Logansport Pharos-Tribune from Logansport, Indiana on December 30, 1957 · Page 4
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Logansport Pharos-Tribune from Logansport, Indiana · Page 4

Logansport, Indiana
Issue Date:
Monday, December 30, 1957
Page 4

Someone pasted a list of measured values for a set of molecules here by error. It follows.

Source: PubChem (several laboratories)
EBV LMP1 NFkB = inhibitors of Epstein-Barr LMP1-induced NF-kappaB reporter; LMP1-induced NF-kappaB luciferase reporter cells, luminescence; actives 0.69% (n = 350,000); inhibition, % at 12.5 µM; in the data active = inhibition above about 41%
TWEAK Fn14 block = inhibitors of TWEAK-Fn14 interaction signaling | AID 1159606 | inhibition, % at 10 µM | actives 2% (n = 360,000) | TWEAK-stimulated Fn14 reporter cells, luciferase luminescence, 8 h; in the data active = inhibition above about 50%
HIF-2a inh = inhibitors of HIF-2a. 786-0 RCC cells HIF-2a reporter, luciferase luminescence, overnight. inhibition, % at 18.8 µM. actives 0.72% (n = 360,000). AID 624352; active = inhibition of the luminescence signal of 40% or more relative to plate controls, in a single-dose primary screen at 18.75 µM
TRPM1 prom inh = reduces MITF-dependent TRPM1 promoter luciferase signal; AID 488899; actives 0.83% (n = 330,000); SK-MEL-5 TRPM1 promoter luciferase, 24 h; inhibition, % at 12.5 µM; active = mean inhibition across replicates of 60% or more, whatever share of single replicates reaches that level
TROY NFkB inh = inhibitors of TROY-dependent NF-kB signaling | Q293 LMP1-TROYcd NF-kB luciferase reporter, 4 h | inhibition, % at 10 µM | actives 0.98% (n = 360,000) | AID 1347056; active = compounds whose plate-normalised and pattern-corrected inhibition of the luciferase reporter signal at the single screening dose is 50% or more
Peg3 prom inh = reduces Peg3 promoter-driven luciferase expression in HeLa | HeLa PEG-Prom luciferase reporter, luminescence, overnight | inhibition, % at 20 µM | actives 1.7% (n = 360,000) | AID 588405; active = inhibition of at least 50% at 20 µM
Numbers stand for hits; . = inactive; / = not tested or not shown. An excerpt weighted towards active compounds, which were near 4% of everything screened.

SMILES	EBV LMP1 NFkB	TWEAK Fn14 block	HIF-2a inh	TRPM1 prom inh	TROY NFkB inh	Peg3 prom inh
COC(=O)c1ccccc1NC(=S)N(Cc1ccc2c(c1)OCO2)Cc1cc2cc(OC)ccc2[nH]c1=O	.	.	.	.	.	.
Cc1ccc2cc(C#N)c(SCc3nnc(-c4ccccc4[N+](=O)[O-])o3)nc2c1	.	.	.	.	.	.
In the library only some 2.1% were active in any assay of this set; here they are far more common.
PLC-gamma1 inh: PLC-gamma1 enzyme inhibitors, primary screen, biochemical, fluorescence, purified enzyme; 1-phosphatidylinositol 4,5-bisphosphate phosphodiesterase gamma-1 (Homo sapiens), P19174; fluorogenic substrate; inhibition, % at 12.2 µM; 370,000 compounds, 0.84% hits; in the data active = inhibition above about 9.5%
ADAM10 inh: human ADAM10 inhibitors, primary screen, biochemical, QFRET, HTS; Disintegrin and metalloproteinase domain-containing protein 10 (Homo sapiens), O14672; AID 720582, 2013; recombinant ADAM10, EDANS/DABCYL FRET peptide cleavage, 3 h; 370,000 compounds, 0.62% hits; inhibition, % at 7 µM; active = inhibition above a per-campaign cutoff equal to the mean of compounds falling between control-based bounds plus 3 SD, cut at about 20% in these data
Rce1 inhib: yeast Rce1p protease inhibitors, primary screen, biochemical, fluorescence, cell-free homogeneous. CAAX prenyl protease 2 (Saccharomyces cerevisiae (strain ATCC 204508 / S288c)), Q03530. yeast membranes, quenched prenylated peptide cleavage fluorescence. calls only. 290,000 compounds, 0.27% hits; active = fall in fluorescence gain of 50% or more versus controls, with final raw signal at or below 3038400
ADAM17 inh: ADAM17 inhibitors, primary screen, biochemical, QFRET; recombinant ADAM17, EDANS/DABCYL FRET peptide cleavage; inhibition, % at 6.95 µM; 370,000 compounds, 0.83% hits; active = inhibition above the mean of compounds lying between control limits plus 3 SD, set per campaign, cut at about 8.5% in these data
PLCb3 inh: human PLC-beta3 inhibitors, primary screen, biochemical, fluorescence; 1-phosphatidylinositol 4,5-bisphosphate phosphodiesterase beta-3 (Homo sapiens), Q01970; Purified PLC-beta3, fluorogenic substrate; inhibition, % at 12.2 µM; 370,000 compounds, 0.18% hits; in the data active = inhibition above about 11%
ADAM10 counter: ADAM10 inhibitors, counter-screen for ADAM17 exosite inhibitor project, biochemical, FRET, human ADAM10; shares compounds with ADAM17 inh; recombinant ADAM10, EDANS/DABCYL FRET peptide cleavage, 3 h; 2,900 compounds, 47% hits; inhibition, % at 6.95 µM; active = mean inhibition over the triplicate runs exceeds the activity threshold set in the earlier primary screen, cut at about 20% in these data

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Monday Evening, December 30, 1957. THE PHAROS-TRIBUNE PROGRAM FOR LOOANSPORT 1. An Ad.quat. Civic Ctnttt 1. An Adtqual* S«wag» Dispcnal System 3. Suffiic.nl Paiking Facilili.i Road Costs Going Up • There have been numerous com• plaints, lately, that the big federal highway program authorized by Congress a couple of years ago has bogged down. After about 18 months of shelling out money for the 41,000-mile network, tax. payers are starting to ask, "Well, where are the roads?" The answer appears to be that the • new roads are being built about as fast as had been planned. More than 1,200 miles of sleek new highway, ranging from four to eight, lanes, is already in use. Taxpayers are not aware of it be' cause the new roads are scattered about the country, but the highway system is growing at the rate of about 10 miles per working day. . .. That ends the good news. .The next • item is the unpalatable fact that the ; highway network is going to cost a lot more than was estimated. Two years ago the figure was set at 27 and a half billion dollars. Now the National Highway • Users Conference says the total, because of rising costs, will be about 30 per cent higher. This is a bitter pill for taxpayers to swallow. The fact remains that the highway network is essential. We might as well get used to the idea of having to pay a good deal more for it than we had planned to pay. Answer the Kremlin When Khrushchev or Bulganin speak or write letters, they are addressing the world. When our government allows an ' under-officer of the State Department to answer them, we make a grievous mistake. This is like forfeiting a ball game without putting a team on the field. The Kremlin leaders are not talking ; and writing like men who admire themselves in a mirror. They are pursuing an aggressive foreign policy. They are debating about the fate of mankind; they are seeking to win the support of the peoples against governments and leaders, if necessary. Unless Khrushchev and Bulganin are answered carefully, thoroughly and soundly, America will lose in the estimation of the world. The Soviet Union will continue to pose the questions of world political thought and debate, and America will remain on the defensive. These men are not street corner soap boxers; they are leaders of a powerful government. What they say becomes known all over the world. The recent Bulganin letter proves this fact. Bulgan- in and Khrushchev have been influencing European opinion while secondary American officials have been dismissing their words in off-the-cuff sentences to the Washington press corps. America makes much effort in nonpolitical propaganda, in people-to-people efforts to collect the good opinion of philatelists and the like. But it does not talk clearly and politically in answer to the Russian leaders. If this continues, American influence can only decline. Khrushchev and Bulganin should be answered by our top leaders. IN THE PAST One Year Ago The Wolf Construction company began razing the old Winter residence at 718 East Market street to make room for a parking lot. Dwight Singer was named principal of Galveston high school, succeeding Raymond J. Trobaugh, who resigned. Three employees of the Peru city light plant •who were fired by Mayor Devine in November returned to their jobs. Fire damaged the home of Jess Vernon at 315 Eleventh street. Frank C. Newcomer, 79, of 1829 Bast Broadway, died at St. Joseph's hospital. Ten Years Ago Drew Pearson's MERRY-GO-ROUND POLITICS MUST END AT THE RUSSIANS' 'EDGE' Mr. and Mrs. S. E. Blon, of Galveston, celebrated their 59th wedding anniversary. • Ray Skillen was reappointed county highway superintendent for 1948 by the Cass county board of commissioners. Jean Young, route 4, was married to Albert H. Eyrich, Cincinnati, at the Broadway Methodist church. Mrs. Emily Kistler, 90, died at her home in Royal Center after a long illness. Twenty Years Ago Lonnie Hall Jr. and Mark F. Armlck were 'appointed to the city police force by the .Board of Public Works and Safety. Attorney Frederick Landis was elected president of the Logansport Exchange club. Martinsville defeated Logansport high school's basketball team in overtime, 23-20. Dr. Emerson Carter, 55, 'a Bringhurst physician, was killed when struck by a train in Flora. Drew Pearson says: Our bases abroad have become a second Maginot line; U.S. ases within 800 miles of Russia could be destroyed by IRBM in 15 minutes; Russian submaine missiles are even more deadly. WHEELUS AIR FORCE BASE, TRIPOLI. — Jets roar out o£ Wheelus every dawn. It is still •dawn when you hear the first roari over your barrack! -then another and! •another and an-g other. The bar-1 rack shakes as I they roar past. I They are off over I the Mediterraneans in search of er.e- \ my planes. Jet pilots doze | or play cards| above theirs planes, slide down a pole, clamp on their helmuls, are strapped into cockpits and shoot out of the hangar in three minutes. It's what is called a "scramble." While they roar out to sea, an Arab flute wails plaintively in the distance. A ukulele thrums sprightlier music from the barrack. Men come, go, eat, proceed with the job of living, enjoying Christmas, being relatively happy in a little American oasis on the edge of the desert a long way from home. Part of this, of course, is practice. Part is not practice-rather a genuine fear of a Pearl Harbor in ' the Mediterranean. American forces don't want to be caught as they were in Hawaii this month. 16 years ago. If there should be a Pearl Harbor in the Mediterranean, however, it will not come as it did when the Japanese rushed their fleet toward Hawaii, then sent carrier-based planes in for the kill. That kind of attack is as out-of-date as trench warfare. Yet the scrambles continue. The jets roar out at dawn. Another shakes the barrack as it goes past. Men have been schooled in a routine. They have been given orders. Efficient, uncomplaining, they are carrying out those orders. No Place To Hide In Desert If you draw an arc 800 miles from the Iron Curtain across the Mediterranean it cuts right 'across Wheelus Air Base, biggest base we.have outside the U. S. A. Or if you draw an arc from Albania, a Soviet satellite, Wheelus is 600 '_ miles. Those distances are significant. They mean just one thing, Wheelus could be wiped out in just a few minutes. It would be wiped out, not by an air attack as the Japanese attacked Pearl Harbor, but by intermediate range ballistic missiiles. Russia now has these missiles- not a few of them, but several thousand. Their range is around 800 miles, sometimes 1,00 miles. Carrying hydrogen warheads, one missile would wipe out the base; but Russia has enough to fire a lot more than one. Nothing the heroic air force pilots who scramble their jets every dawn could do would save Wheel«s. Nothing the 7,00 men who dutifully go about their 'job o£ supporting a little piece of America in North Africa could do would save Wheelus. Its wooden barracks and concrete installations, it's hangars and iU gas tanks, its theatres and its churches, its officers' club with the Bougainvil- laea climbing over the veranda, its neat rows 'of married men's quarters with gay Marigolds in front and children's perambelators on the back porch-all would go up in a pillar of smoke from the dessert. This is the dessert where 15 years ago a German named Rommel wheeled and maneuvered. For months he dodged, ducked, and eluded. But warfare has change since then. In this same desert, an entire tank corps could hide. But not 1 any more. Today, the Kremlin has the missiles and we haven't. They have several thousand. We have a production of two Thors per month. In war it's just as simple as that. Time magazine; unfailing, unofficial spokesman for the Eisenhower administration, recently printed a map assuring the .American public that American air bases in Europe and the Mediterranean stood like a rock o£ Gibraltar against enemy attack. The real truth is ,that most of them comprise a "Maginot line." Hitler's troops weren't checked a day by the huge pile of concrete designed by Maginot and erected by the French to protect their border. His troops walked right over it. And Russia's modern weapons today would either leapfrog over our European-Mediterranean bases, or wipe them out in a single morning. Deceptive Beauty The water of the Mediterranean is blue and beautiful along the North African coast. Men swim along the beaehes-when they can duck modern man's habit of fouling his nest with his own sewage. But blue and beautiful as that water is, it harbors the possibility of even greater danger than the IRjBM-namely, Russian submarines. It is only a few feet-100 at most -from the sea to the home of the commander o£ Wheelus. The entire base is built along the sea. One missile from a submarine lying low in the blue and beautiful Mediterranean could knock Wheelus out. The sub wouldn't even have to surface. Russia's new modern .submarine fleet is largely equipped with missile-launching platforms. She has 600' subs; Hitler had 49 when war started, and they almost put allied shipping out of business. So you lie in bed listening to'the jets roar out in the dawn, as hard-working boys, efficient boys, carry out orders-orders that haven't been changed by an administration which knew, but did not tell the public, that with two exceptions these bases had become an' other Maginot line. Any you wonder when the tumblers in Washington will cut out the bickering and start catching up. Note-The two execptions are our bases in Spain and Morocco which are still out of range o£ the IRBM. Judge to Answer Charges of Bribes CHATTANOOGA, Tenn. (UP) — Jtidge Raulston Schoolfield, said today he will answer in a radio and television address testimony that implied he accepted bribes to quash indictments against IS Chattanooga teamsters. He said his answer to these charges tonight will be "all-encompassing" and "national in import." Sclioolfield, 52-year-old criminal court judge, and a politician with •a lust - for - battle reputation, planned to go on local radio and television tonight to rebut the testimony. Witnesses told the Senate Rackets. Committee that money changed hands to free teamsters accused of using violence to spur an organized drive. LAFF-A-DAY Fifty Years Ago Three local boys were lectured in police court after they were caught putting a tin can on a dog's tail near the Western Union office. A five dollar reward was offered for the apprehension of the person who whittled on the walls of the interurban depot at Clymers. A electric wire in the home of Mr. and Mrs. Henry Guinip, Sycamore street, burned off, fell on a bed and caught the house on fire.' Frances E. Boeckleman and Harry D. Duffy were married at the Wheatland avenue M. E. church. Joseph Free-nan died at his home here at the age of GL Angelo Potri Parents Can Organize for School Needs According to our way of doing things, making important decisions such as building new schools and consolidating districts, is a matter of majority opinion. Age alone be- istows the right of every citizen to speak and to vote. The majority wins. That is our way and that settles it. Now, law or no law, the majority can be wrong. It is not always well informed; it is not always unselfish; it is not always dedicated to good causes. Being a large •group of humanity it can and it has made the wrong decision. There are many young families growing up today atid the schools to which many of them go and are to go later on, are inadequate or wrongly placed for the convenience of the families concerned. A meet- irig is called to decide what to do about this. Anxious young fathers' and mothers go to the meeting hoping to have at least the promise of constructive consideration of their school needs. Many speeches are made, some in favor, some against. When the vote is taken it kills the hopes of the parents. The funds «re voted down by a majority and usually a small one at that. A careful observer notes that the negative votes come out strongly from the group who have no children of school age. Theirs have grown up and no longer need the school, at least for the present.. Too, 'they are paying all the taxes they can afford .and -a new addition to the school, a consolidated high school, or a new building, will raise the taxes (perhaps so much that they will have to give up their homes). They vote "no" in iself-defense. One can understand their position. But-? The nation needs its children, needs them critically, and it needs to have them reared in effective, 'wholesome, cultured fashion. It cannot -afford an untrained, half- taught generation. At all costs the children and the young people must have the best possible education we can provide and the money must be forthcoming, from somewhere and from somebody. The youthful parents all vote for the school. They know the pressing need. They carry responsibility for its provision yet they are outvoted. If only the vote could be weighted-parents having a double valued vote-things would be different but that's an idle wish. The only way they can carry more weight is to get out, ring doorbells, make speeches, keep on asking, pleading, nagging.until the. sheer weight of then- insistence bears fruit and the majority is at last on their side. Meantime, could the older people think back as to how they felt about school for their children? * * * There is a rich treasury of books every child should read. Dr. Patrl has made a selection of 50 books for all ages and listed them in a convenient leaflet P-8, "Book List." To obtain a copy, send 10 cents in coin to him, in care of this paper, P. 0. Box 99, Station G, New York 19, N. Y. / ('Released by The Bell Syndicate, Inc.) QUOTES FROM NEWS CHICAGO — Dr. William L. Thomas in a warning to the American Anthroplogical Assn. that the world's natural resources will never hold out at the present rate o£ use: "In a few thousand years, our era will be referred to as the age of waste." LONDON — English newspaper correspondent Patrick O'Donovan in relating his experiences as a Christmas guest in the village of Stone Ridge, N.Y.: "No one mentioned Mr. Dulles, or the War of 1812, or thought, it anything but entertaining to meet a foreigner, or complained about the taxes or agonized ove* Socialism. There are people who dislike Americans. . .They should come here (Stone Ridge) in winter time." MOSCOW — A. Glagonravov, one of the Soviet's chief earth satellite scientists, in summing up Russia's scientific achievements in 1957: "The future of Soviet science is closely tied with the conquest of • the cosmos. As Tisulkovsky (a 19th Century Russian 'scientist) predicted, Soviet man will become a citizen of the universe." SOUTH BEND, Ind. — T. Coleman Andrews, former Commissioner of Internal Revenue, describing inflation as a more serious threat to the nation than "a whole sky full of Sputniks": "Inflation is probably the most insidious evil with which organ-' ized society ever has had to contend." Walter Winchell Broadway and Elsewhere The Broadway Lights To the cast of "The Music Man": Welcome to the Broadwow Set . . . Don't ask leading man Sidney Chaplin why his name doesn't appear in the "Bells Arc Ringing" adverts. Ask leading lady Judy Holliday, cx-sweelcnhcarlcn . . . The cast of "I Am a Camera" (which opened Christmas Eve in G'wich Village) rehearsed eight weeks. The play is booked for one week . . . Jes-| in-case yez keeping scorc.l Marianne Rcy-[ Holds' latest heauj is Rex Rand . . New act making the rounds of I hookers' offices is| called: "Sputnil<| & Co." An aerial-; ist act plus al dawg . . . Elvisj Presley, who can show his bankbooks to prove that cvvy-knock-is- a-boost, is currently starring in films at nine Miami area theatres. Prob-ly a record. . .The San Francisco newspaper movie critics gave Dolores Dorn-IIeft the award for "Best Actress of the Year" for her performance with fiance Franchot Tone in "Uncle Vanya." They will do it on the stage starling at Baltimore in the near future. DeLores and Franchot assure one and all they are not married. Reporter cgtnbllahed 1S80 Tribun 1007 Sharon Neher on Honor Roll at Manchester College Sharon Neher, a freshman at Manchester College, North Manchester, Ind., has teen listed on the Dean's Honor Roll for the 'fall quarter. Miss Neher is the daughter of Mr. and Mrs. Paul Neher, R. R. 5, Logansport, and a graduate last year of Logansport High School. She is majoring in mathematics at the college. Those listed on the honor roll represent the upper ten per cent .of their class. Of the 90 students named nineteen were seniors, seventeen juniors, twenty-four sophomores, and thirty freshmen. Delphi Girl On Honor Roll at N. Manchester, Ind. Evelyn Brown, a sophomore at Manchester College, North Manchester, Ind., is on the Dean's Honor Roll for the fall quarter, according to an announcement by Dr. Earl S. Garver, dean of .the college. ' Miss Brown is the daughter of Mr. and Mrs. Orville L. Brown, R. R. 4, Delphi, and a graduate of Delphi High School. She is majoring in business at the college. BACK TO WORK BOSTON — Dr. Alma Locke Cooke, 70, who "retired" a few months ago after a lifetime of service as a medical;missionary in the Orient, has gone to Portugese West Africa in the same capacity. Playwright of "Waiting for Godot" Sam Beckett (who'll be back next moth with 'Endgame") complains that a reporter (for a respected lageblatt) invented "out of his own imagination" that the new play will be about three people buried up to their nocks in sand. It's about two pipple in an ashean . . .Both leads in the above mentioned "Camera" off-Broadway production are paid less than the show's publicity man. . .But what future has a press agent?. . .Act- tress Joan Seberg made a fast round trip flight from N. Y. to Hollywood so that Miss Parsons of Lollywood could interview her . . .The praise-agent for Dore Schary's upcoming show about FDR reports: "Mrs. Roosevelt did request 40 seats for the opening night but is paying for them". . . Vivienne Drummond, a former re- • porter, is sizzling at newspaper quotes she supposedly uttered •about her best pal, Julie Andrews, star of "My Fair Lady." The "Look Back in Anger" gal fits the title. Wotz worse—she has flaming hair. Recommended: Kathy Barr's new album: "Follow Me" . . . Met star Lily Pons, a resident of Palm Springs, Calif., is doing the Hollywood bit. She dyed her hair platinum 'wiz a touch of zee pcenk". . .Bonk sales In 1957 arc five percent higher than '56; 15 percent taller than '55 and more than 25 percent higher than '54 . . .Even Madison Avc.'s ad agency sector is feeling the business pinch. One top firm's annual bonus was cut below last year's. . .Who's Martha Rayc's new number one guy? His name is a big secret, but he's a terrific planner player . , .You'll applaud Marlcnc Dietrich in "Witness for the Prosecution". . .No legs, all acting. . . Headline: "Six Billion on Earth by Year 2000?.'. . .Or six?. . .We hear Sarah Chruchill's new big interest is in Paris. He's off-Broadway thespian Dale Hcrndon. . . Rock Hudson's latest doodlc-de-doo is librarian Mary O'Conncll. . . Donald McKinner, free lance cinema writer, joined Ginger Rogers in Havanna. . .Faroult's new doll is Leila Carmen, who hoof's in the road company of Broadway's "Can- Can." Her diet lost him 40 Ibs. .. Dorothy Kilgallen, star reporter- panelist, and Earl .Blackwell both, hope to rent the basement of J. P. Clarke's Third Ave. pub for a New Year's Eve poddy, Sech a fuss! . . . Powers model Carol Lyndley, a big hit at teevee actrcssing, will pay a tax on $50,000 this year. She's a fast 16 years young . . . Critic John Chapman's new book, "Broadway's Best," went into its second printing 10 days after publication ... We hope the $84,000 Challenge iman asks Oleg Cassini (an authority on the American Indian) if he knows what General PHAROS-TRtBUNE I>nlly (except Saturday*. Sunday* and Holiday*) S5e per week dally and Sunday by cnrrlen, *1S.2O per year, IJy mall on rnral route* la Ca**, Carroll. White, Piilimkl, Fulton and Mlnml coiintle*, 910.00 per yenri otitKld* trading nren and within Indiana, »Jt.OO per year) ontnlde Indiana, M8JOO per year. All mull *nh«crlptlon* payable In adranc*. No mall *iib*crlptlo>ui *old where carrier *erric« 1* maintained. inn 114 Pharoa eotabllihed 1844 Journal ejitabllaned 1849 Custer's last words were at Little Big Horn. (Haw!) . . . Marlene D'Orsay, the talented torso-tosser, and Joey Ross (of Phil Silvers' show) were to merge Nov. 14 ... 'Whahoppin? . . , Mademoiselle mag (for the first time) is making awards in teevee. Gisele MacKinzie got one. In the field of jazz Toshiko Akiyoshi was medal'd . . . Henr.y Youngman assures us he doess't dislike rival comics "who work steady." He hopes it was a gag, which it was. So you think it's easy to Rcl rich in Lollywood? John Michael Hayes submitted eight drafts of "Peyton Place" to producer Jerry Wald and director Mark Robson. Total number of pages—1993. Mr. Hayes wrote about 850,000 words. All of them glistenable . . . Jose Duval, the finger at Viennese Lantern, has local hausfraus flipping their pot-holders. They call him another Valentino mil muscles . . . Mcs' call me Santa Claws) . . . Play "Broken Promise" and whistle "Apple Blossom Time." Praekilly note for note . . . The biz is so bis at Radio City Music Hall doors open at 7:'15 ante meridian . . -• What happens to some ex-comics? Four former funny-fellas are doormen at four 42d St. movie houses Add to your list of folks not to invite to the same party. Lester and Howard Lanir;, brothers and once partners in the society-orchestra business. Dotz nize, don't slug. "Dear Mr. Winchell," passionately writes S. Roslow, director nt Pulse, Inc. (one of the leading rating services in television, "I read your quote from Stanley Frank's Satevcpost article on ratings and the 'alleged flaw in the interview (ratings) method." Namely, that viewers would be reluctant to admit they watched a trivial show and would say they were watching a serious show to impress the Interviewers. Our survey results Indicate that this Is entirely untrue since the serious programs would have higher ratings than the trivial programs, if Stanley Frank is right. This is a popular fallacy that has been compounded through the years by persons not familiar with ratings and research. All I might mention is—what happens to programs such as Omnibus, Seven Lively Arts, etc., compared to *he top 10 or 15 listings?" Well, we dunno, but this to a good time to Invite readers to Jot down what teevee shows they watch regularly. The eol'm appears In all 48 slates, the District of Columbia and Alaska (among other places around the globe) and R might be interesting to see what the people's choices are. So please send us a note (or postcard) Muting your pet teevee shows. We will count the votes first and then submit them to all rating fervtcet for tallying. Poulist Fathers To Celebrate Centennial CHICAGO — (UP) — The first Roman Catholic order or priests founded in America will celebrate its centennial next year. The Paulist Fathers also will celebrate the 125th anniversary oC Chicago's first Catholic parish, Old St. Mary's, which they have administered since 1903. The Paulists will celebrate their first hundred years from their 24 houses and foundations from coast to coast. The order, known formally as the Society of Missionary Priests or St. Paul the Apostle, was founded In New York City on Mar. 6, 1858. During the last 99 years, the five charter members have expanded to more than 200. They administer parishes in Chicago, New York, San Francisco; Portland, Ore.; Layton, Utah; Boston Mass.; Clemson, S. C.; Memphis, Winchester, Tenn.; Minneapolis; Lubbock and Austin, Tex., and Los Angeles. MONDALE BACK IN ACTION LOS ANGELES, Calif. (UP)— Guard Harry Mondale, who an-, cliors the Oregon line, returned to practice Thursday as the Ducks worked two hours in a spirited session in preparing for their Jan. 1 date in the Rose Bowl with Ohio State. Mondale was out with a siege of the flu. HUBERT PharoK-Trlbnn* Co. "Still rainimr?" PnMlihed dally except Saturday and holiday* by I ., Inc., KIT Enut Broadway, LoKnmport. Indinnn. Entered •» «econd cliiKfl mutter at the pott offlc* at Losrnnnport. Ind., under tha act of Uurcli a. 1870. 5R AUDIT BUREAU OF CIRCULATIONS AND UNITED PUSH PHAROS-TRIBUNE National Adyertl»l»«; Re»reienta«Te» {•land NtifCfancr "Old man Burton sure is touchy about anyone cutting across his yard!"